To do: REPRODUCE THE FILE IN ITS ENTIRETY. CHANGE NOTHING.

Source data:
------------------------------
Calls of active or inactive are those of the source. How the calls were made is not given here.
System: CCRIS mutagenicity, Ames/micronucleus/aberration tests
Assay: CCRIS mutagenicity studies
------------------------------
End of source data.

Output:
Calls of active or inactive are those of the source. How the calls were made is not given here.
System: CCRIS mutagenicity, Ames/micronucleus/aberration tests
Assay: CCRIS mutagenicity studies